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Peter Bruegel's "Triumph of Death" (on fairly fair use loan to the Notebooks from Madrid's Prado)

Monday Morning Bloggerback
Best of the Bloggosphere for Week Ending Dec. 4, 2005
(Carefully Chosen from 684 Trillion Posts)

Candide's Notebooks/December 5, 2005

“I consumed this weekend like a hungry premenstrual woman consumes a chocolate-glazed, double-chocolate, chocolate chip muffin dipped in chocolate.”
--From L.M. Harmon’s “She Writes About Stuff” blog, Dec. 5.

Mandatory sentences in the eleventh circle of hell: Reading blogs. The more serious the offense, the more ideological the required blog reading. No need to name names here. Given the “trackback” features encrusted in these things, that would only encourage the name-callers, though most of us know who they are. There’s that fellow- but second-generational immigrant from one of Teddy Roosevelt’s colonial outposts who loves internment camps for liberals; there’s the tallish blond lawyer of the talk circuit (let’s call her the Coulture warrior), anorexic in compassion but a glutton for bigotry; and of course on the other side there are liberalism’s copycats by default who, as they play Godot and Estragon to the Democratic Party’s frigid ideas machine, have nothing more imaginative to do than stoop, snap and snarl as tiresomely as right’s crispies. But with what—six hundred and eighty four trillion blogs out there (at last count)? One is bound to find a few gems worthy of 47 th Street’s craftsmen. Here are a few from the past week, covering a gamut’s eyelash: Thoughts on David Brooks, theocracy in Baghdad, the Pope’s Limbo, toots for Enlightenment, counter-toots for conservatism, and a couple of Vatican-friendly bits on gay marriage and sex:


  • Bustardlog on the New York Times’ David Brooks writing President Bush’s apologias pro vita sux:

I am sure that David Brooks is a smart guy.  I can tell because the acrobatic leaps of logic he makes in order to remain a Bush apologist are worthy of an Olympic medal. In today's N.Y. Times he describes the disconnect between the President Bush who his source describes as "probing and realistic," and the fatuous blowhard the public sees.  In the end, he concludes that the problem is diminishing, as "the White House has learned to think and communicate better." You see, in Brooks' world, nothing that goes wrong in our government  can be blamed on Bush.  It's simply a mystery.  Sometimes, as in today's piece, the blame can be put on the anonymous  "White House." Read the rest…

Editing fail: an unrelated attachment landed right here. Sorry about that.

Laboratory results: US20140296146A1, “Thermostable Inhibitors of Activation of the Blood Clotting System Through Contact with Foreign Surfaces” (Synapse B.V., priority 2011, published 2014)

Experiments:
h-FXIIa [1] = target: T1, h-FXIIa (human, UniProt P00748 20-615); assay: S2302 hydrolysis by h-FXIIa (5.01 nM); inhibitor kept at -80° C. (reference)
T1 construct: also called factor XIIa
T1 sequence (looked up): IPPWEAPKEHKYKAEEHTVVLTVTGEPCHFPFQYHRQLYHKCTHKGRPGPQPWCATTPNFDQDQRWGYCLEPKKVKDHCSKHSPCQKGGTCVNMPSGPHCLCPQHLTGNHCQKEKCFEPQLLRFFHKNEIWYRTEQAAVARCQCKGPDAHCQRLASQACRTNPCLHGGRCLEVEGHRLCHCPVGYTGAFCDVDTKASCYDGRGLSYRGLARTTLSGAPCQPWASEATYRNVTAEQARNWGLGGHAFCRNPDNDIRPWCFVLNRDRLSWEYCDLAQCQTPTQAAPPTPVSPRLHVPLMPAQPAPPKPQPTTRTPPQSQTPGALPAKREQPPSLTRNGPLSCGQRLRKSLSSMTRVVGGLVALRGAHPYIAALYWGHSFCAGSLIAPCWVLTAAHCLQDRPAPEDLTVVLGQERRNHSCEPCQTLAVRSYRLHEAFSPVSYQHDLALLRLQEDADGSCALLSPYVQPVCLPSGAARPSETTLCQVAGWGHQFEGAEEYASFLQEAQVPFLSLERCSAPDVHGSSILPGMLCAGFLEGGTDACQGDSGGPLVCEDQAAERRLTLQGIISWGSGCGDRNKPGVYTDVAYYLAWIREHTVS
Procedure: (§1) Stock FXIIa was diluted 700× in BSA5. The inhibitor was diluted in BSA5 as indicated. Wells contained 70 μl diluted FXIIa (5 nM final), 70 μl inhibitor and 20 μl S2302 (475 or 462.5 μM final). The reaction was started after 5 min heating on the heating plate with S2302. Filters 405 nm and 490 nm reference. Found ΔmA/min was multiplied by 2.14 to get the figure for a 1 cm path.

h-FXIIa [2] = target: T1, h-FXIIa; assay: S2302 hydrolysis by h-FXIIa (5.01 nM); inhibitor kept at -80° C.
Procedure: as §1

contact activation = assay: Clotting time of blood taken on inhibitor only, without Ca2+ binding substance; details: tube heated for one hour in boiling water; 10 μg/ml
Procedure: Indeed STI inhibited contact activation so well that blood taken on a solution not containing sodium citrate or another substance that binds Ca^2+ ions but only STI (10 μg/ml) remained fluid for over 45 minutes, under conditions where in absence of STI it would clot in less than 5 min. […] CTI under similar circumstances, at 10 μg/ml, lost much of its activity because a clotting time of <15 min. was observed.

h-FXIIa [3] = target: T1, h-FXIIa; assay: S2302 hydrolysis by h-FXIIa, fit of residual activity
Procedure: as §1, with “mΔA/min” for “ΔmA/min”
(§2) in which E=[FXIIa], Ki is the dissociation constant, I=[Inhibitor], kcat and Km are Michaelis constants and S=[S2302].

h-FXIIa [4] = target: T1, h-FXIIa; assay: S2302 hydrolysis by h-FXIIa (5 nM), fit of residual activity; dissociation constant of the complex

• Juan Cole at Truthdig—one of the hopeful new signs of intelligent journalism in the universe—on the emerging theocracy in Baghdad:

The Bush administration naively believed that Iraq was a blank slate on which it could inscribe its vision for a remake of the Arab world.  Iraq , however, was a witches’ brew of dynamic social and religious movements, a veritable pressure cooker. When George W. Bush invaded, he blew off the lid. Shiite religious leaders and parties, in particular, have crucially shaped the new Iraq in each of its three political phases. Read the rest…

  • J. Kingston Pierce is the senior editor of January Magazine (the curiously eclectic web magazine in Seattle) and author of Limbo, a blog tailor-made for the emerging Pope’s latest tabula-crushing from Mount Sinai (or Monte Cassino, as the case may be): the Abolition Of Limbo. Pierce writes:

When I first read, in the London Times, the headline “Limbo Consigned to History Books,” I assumed it was merely an error, that some careless editor had intended to write “History Books Consigned to Limbo.” Despite a proliferation of works about our world’s past on the New York Times’ list of the best reads from 2005, most history texts are destined to wind up in dusty attics and the far-flung stacks of libraries. My other thought, of course, was that some Internet chieftain, some Big Brother of the Electronic Ether, had determined that my time as a blogger was up, that I had committed too many sins of cynicism or overstatement, and that the good ol’ Limbo blog was to be consigned to the sputtering junk pile of Internet failures. Read the rest… [and his latest piece on the Bush-Buchanan connection is worth the read too ]

  • Considering my own recent flirtations with the language of Enlightenment, I couldn’t possibly pass by a blog post decorated as lavishly as a Fifth Avenue shop front and not go in: Austin Benjamin (I think), a Britisher who does not give us wind of his biographical synoptics other than his Wilsonian blog title (To the Tooting Station), grabbed me with a Friday post on “The Enlightenment and the Left,” actually a review of S.E. Bronner’s Reclaiming the Enlightenment: